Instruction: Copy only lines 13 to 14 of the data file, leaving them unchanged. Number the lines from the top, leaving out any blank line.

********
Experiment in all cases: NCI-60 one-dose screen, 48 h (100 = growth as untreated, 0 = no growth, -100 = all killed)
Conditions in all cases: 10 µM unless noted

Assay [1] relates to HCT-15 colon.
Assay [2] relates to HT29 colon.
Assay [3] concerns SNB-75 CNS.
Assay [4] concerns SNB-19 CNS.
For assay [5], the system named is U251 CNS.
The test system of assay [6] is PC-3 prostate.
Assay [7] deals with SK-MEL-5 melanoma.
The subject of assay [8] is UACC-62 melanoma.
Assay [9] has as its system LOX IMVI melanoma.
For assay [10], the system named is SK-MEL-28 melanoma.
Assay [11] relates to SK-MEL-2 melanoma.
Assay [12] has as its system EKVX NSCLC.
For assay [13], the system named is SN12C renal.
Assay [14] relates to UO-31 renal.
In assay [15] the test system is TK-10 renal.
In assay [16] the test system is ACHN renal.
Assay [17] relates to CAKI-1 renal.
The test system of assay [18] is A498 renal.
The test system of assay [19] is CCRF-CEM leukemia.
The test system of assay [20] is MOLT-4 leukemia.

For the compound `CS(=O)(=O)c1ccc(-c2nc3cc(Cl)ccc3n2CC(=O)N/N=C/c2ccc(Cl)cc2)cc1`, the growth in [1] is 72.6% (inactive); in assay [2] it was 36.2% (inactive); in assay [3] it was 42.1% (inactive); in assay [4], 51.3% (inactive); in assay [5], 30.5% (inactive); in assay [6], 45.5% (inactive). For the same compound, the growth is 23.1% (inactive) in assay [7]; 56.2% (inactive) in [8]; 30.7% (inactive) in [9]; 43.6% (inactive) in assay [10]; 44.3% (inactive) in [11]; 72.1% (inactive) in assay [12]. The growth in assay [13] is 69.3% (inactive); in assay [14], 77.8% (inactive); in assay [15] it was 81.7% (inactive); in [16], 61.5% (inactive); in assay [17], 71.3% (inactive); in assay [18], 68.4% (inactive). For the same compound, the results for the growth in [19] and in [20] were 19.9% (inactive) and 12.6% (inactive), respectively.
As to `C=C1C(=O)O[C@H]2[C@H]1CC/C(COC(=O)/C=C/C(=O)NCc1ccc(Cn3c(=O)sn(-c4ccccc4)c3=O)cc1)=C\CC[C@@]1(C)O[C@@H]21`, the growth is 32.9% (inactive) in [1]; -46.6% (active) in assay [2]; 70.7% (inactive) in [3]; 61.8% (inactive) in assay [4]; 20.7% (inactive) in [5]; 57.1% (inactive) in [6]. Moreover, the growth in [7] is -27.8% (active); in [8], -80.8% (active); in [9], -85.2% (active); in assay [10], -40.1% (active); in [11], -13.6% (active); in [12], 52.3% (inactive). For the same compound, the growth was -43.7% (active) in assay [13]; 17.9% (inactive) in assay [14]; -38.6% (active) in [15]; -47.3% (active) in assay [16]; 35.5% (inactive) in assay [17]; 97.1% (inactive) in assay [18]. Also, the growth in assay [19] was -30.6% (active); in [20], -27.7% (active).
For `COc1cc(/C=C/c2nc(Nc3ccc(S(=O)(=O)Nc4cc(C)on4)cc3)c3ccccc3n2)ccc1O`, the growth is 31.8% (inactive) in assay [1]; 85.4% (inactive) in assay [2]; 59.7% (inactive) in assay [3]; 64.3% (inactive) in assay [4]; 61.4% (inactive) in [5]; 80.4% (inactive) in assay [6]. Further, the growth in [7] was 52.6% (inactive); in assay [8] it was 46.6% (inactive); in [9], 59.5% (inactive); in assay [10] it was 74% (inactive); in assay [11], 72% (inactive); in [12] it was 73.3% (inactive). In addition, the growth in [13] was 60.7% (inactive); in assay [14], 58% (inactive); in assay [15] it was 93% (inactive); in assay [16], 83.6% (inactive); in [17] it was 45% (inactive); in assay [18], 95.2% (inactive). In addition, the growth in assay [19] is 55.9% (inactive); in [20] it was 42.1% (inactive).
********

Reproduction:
Assay [11] relates to SK-MEL-2 melanoma.
Assay [12] has as its system EKVX NSCLC.